Sarah cleared her throat.  “And stay close, on the off-chance that something else goes wrong.”

I restrained the urge to groan.  By phrasing her instructions like that, Sarah all but guaranteed that the roof would choose the worst possible moment to cave in, or that a resurgence of the Black Plague would strike down our team members and only our team members, or that Mila would suffer from a sudden bout of spontaneous combustion.  A quick glance in her direction made it clear that she understood what she’d done, immediately, but there wasn’t anything to do about it now.

Sarah had to cross the room and move Sam away from his perch in front of the screen so that the two of us could devote our full attention to Michel’s camera feed.  It wasn’t a long walk from where he stood with Mila to where Lane sat with Adlai, but the bar was jam packed with patrons vying for the attention of bartenders, servers, and a limited supply of attractive women.  Michel picked his way through the crowd with as much delicacy as I would expect from a neophyte, until he was only two tables away from Lane and Adlai.  There, he paused for a moment.

Sarah looked at me, expectantly.  I cleared my throat and shifted mental tracks.  There was a time for second guessing, but that time was over.  “Michel, I’ll walk you through this approach,” I said.  “Sarah’s right here with me, and she’ll be able to pull up information as necessary to make sure your cover ID stands up to any scrutiny.  All you’ve got to do is stay calm and stay in character.  Adlai’s not a social person, so he shouldn’t really involve himself in the conversation.”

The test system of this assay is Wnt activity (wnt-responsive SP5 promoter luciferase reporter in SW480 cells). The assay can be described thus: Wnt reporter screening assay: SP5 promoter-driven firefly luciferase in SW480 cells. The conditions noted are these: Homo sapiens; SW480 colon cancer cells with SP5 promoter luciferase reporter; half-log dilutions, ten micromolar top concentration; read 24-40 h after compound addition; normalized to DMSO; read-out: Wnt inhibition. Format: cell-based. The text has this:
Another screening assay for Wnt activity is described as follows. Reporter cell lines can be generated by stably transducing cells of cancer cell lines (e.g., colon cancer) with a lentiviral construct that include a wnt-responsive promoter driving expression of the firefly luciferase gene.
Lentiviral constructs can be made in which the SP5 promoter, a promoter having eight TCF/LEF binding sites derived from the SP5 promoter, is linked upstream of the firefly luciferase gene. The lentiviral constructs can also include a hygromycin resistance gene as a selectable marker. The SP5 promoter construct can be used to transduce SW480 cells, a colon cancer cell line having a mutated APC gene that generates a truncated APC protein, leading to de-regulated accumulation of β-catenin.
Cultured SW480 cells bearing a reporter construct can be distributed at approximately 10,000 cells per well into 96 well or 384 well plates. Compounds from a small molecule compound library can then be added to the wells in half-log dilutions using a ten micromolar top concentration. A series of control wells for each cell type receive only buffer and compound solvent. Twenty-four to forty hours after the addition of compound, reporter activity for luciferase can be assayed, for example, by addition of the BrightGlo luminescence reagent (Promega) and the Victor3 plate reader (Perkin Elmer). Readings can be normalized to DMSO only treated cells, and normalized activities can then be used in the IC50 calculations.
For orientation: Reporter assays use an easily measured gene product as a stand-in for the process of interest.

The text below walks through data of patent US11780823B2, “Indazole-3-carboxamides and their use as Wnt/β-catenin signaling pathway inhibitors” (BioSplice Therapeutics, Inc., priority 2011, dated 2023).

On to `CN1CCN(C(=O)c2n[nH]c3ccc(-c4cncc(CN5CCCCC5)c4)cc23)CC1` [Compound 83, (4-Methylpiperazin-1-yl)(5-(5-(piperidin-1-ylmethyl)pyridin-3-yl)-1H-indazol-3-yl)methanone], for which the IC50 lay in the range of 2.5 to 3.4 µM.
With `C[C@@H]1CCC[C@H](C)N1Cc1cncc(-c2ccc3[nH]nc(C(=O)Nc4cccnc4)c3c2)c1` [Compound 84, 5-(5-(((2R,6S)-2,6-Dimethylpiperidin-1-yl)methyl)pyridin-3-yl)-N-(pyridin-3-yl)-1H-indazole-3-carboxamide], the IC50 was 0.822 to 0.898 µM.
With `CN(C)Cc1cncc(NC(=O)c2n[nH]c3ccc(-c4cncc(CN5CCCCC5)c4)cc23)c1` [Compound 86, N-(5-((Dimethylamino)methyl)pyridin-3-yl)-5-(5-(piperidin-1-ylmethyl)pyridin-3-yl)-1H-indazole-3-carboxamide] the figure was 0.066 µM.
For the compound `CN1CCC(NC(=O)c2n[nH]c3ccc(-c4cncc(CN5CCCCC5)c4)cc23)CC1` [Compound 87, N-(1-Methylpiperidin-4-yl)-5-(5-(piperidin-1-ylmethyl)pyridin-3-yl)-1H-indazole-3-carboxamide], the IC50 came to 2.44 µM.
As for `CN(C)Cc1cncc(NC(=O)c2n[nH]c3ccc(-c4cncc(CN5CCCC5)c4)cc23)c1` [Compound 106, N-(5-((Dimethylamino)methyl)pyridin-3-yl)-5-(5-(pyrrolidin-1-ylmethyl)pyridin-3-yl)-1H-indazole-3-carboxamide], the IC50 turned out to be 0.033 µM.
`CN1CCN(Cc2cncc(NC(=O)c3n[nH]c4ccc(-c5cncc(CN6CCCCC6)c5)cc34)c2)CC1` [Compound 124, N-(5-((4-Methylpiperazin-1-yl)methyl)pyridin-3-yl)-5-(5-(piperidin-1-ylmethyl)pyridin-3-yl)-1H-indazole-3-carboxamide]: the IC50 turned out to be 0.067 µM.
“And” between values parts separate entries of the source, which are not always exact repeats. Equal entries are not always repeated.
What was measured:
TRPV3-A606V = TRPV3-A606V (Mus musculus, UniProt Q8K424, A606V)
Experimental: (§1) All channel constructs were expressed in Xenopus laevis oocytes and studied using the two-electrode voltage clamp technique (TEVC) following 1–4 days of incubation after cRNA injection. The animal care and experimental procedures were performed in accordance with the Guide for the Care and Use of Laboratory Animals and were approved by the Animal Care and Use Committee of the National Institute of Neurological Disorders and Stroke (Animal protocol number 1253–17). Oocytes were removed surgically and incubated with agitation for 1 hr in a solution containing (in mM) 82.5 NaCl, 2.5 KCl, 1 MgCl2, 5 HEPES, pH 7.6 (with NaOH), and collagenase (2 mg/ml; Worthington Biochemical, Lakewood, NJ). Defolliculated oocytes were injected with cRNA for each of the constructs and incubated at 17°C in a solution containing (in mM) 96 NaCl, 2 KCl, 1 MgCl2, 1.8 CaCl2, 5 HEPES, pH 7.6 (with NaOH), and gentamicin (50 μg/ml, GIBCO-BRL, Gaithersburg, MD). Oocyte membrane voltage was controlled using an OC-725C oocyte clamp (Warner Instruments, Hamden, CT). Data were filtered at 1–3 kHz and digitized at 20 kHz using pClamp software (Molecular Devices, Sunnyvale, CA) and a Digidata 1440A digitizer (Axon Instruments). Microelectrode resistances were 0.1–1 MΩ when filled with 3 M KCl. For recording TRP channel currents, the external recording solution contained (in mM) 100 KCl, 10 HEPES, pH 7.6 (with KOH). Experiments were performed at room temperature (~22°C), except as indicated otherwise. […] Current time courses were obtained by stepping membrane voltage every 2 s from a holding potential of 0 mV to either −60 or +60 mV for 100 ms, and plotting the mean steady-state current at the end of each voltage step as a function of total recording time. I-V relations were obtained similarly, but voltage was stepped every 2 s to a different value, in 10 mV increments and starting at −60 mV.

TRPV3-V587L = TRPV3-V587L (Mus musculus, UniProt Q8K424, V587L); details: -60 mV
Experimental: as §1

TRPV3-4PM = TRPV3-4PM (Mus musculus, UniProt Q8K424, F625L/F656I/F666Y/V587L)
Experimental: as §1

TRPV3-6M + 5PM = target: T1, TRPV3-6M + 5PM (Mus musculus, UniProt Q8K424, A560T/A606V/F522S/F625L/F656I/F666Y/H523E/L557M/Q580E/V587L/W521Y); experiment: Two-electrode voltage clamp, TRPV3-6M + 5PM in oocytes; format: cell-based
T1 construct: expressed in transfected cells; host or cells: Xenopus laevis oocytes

Sarah scribbled something on a scrap of paper and pushed it across the counter to me.  I glanced down at the words: “shouldn’t = key word.”  I scowled at her as I crumpled the slip of paper into a tiny ball and threw it at her head.

“How do I approach him?”  Michel asked.

I watched the security cameras for a moment, drawing up a quick and dirty outline for how I’d quickly befriend Lane, if it were me in the bar instead of Michel.  “Unless he’s already drunk, he’s going to notice you before you get a chance to make an actual introduction.  That’s going to come with suspicion.  Counter that by being entirely open and forthcoming.  Eye contact and wide smile, okay?  Start off by letting him know you’re not British, so that he feels a connection with you over that.  He’s going to take the initiative, and that’s fine for right now, but you’ll have to get it back as soon as possible.”

“Why would I do that?  Wouldn’t it be better to let him do all of the talking?”

“Right up until he asks you a question you hesitate on, sure,” I said.  “As long as you’re steering the conversation, I can tell you what to say to keep him away from any problem areas.”

That wasn’t the whole truth.  If it were a one-on-one interaction, sure, the team could work together to ensure that Michel never strayed too close to dangerous topics of conversation.  But Adlai’s presence was a wrench in the delicate mechanics of our plan.  At any given moment, he could say or do something that ruined whatever groove Michel managed to establish with Lane, and there was no way to really keep him in check.